Atwater's Ploughboy Soups

$$$$ ($14 and under)

Editorial Review

Here it is in a nutshell: The soup from Atwater's Ploughboy Soups is worth the drive to Baltimore. Honestly, even without the Inner Harbor and art museum stuff.

Proprietor (and all-around nice guy) Ned Atwater is the soup genius. Born in west Baltimore and raised in Catonsville, Atwater worked in the restaurant business and ran a wholesale bread shop. He loved the bread but missed the people. Atwater was approached at the Waverly Market at 32nd Street about becoming part of the new (and much improved) Belvedere Square Marketplace and eventually jumped at the chance, moving in spring of 2003. The shared area (about 12,000 square feet of wine, sushi, fresh meat, ice cream) has all local vendors. Atwater's soup space included an old oyster bar, so he decided to "keep it simple" and add soup to complement the bread. The soup took off.

At peak hours, folks patiently wait for a table or stool at the bar (my personal favorite.) Menus are printed daily on marigold-colored paper with the day's selection of fresh salads and sandwiches (both $8.50, half-portions available) and the (drumroll, please) four soups ($4.45 to $6.85): one meat, one seafood and two vegetarian. Atwater gathers seasonal ingredients from local farmers markets and an organic co-op in Pennsylvania. He'll prep vegetables the night before (on a recent day, Brussels sprouts) before figuring out the next morning what to do with them. They ended up in a black-eyed pea soup with smoked ham, sage sausage, barley and kale.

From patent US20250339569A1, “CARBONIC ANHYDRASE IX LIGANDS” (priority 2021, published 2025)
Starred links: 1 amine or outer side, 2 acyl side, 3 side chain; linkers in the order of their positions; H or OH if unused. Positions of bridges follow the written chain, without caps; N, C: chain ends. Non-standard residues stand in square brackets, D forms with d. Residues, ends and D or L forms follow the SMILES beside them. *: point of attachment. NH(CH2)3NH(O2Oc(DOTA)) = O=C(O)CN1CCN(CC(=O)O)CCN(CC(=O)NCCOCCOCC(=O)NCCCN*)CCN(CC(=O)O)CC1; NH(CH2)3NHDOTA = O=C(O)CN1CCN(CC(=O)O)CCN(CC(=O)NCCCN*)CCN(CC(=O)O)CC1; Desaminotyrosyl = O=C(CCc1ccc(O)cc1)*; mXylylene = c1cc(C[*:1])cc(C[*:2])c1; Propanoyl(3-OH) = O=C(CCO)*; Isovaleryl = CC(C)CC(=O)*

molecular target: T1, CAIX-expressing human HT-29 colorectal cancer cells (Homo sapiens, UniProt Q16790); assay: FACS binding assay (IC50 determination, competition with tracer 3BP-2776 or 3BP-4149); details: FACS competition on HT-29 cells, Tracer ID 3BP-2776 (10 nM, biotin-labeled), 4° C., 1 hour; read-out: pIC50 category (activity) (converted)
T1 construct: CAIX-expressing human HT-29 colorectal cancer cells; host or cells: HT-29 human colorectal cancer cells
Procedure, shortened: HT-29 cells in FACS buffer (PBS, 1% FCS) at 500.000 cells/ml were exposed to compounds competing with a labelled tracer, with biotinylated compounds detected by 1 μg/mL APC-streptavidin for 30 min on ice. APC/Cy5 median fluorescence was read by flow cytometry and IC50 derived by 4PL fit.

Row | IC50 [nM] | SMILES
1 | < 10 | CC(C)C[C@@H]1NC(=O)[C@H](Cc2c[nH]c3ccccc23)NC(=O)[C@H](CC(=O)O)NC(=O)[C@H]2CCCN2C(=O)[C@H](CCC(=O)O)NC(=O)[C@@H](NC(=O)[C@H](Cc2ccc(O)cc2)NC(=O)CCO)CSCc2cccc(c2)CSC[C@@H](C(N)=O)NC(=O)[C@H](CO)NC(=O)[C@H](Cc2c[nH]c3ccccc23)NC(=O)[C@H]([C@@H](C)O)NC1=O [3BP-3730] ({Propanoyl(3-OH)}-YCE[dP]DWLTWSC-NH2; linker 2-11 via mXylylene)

On two recent visits, patrons sipped, gulped and chugged soup out of white rice bowls that included roasted pepper and tomato with lump crab and shrimp; saffron orzo, rapini and olives; sweet potato and ginger with Indian yellow peas, bok choy and shiitake mushroom; and a vegetable borscht served with a dollop of dill sour cream.

Atwater's recent addition to the bar: kegged root beer, which is served in ice-cold mugs ($1.50). He's about to switch from a Wisconsin brand to Dominion Root Beer from Virginia, to keep things local.

-- Janelle Erlichman Diamond (January 18, 2006)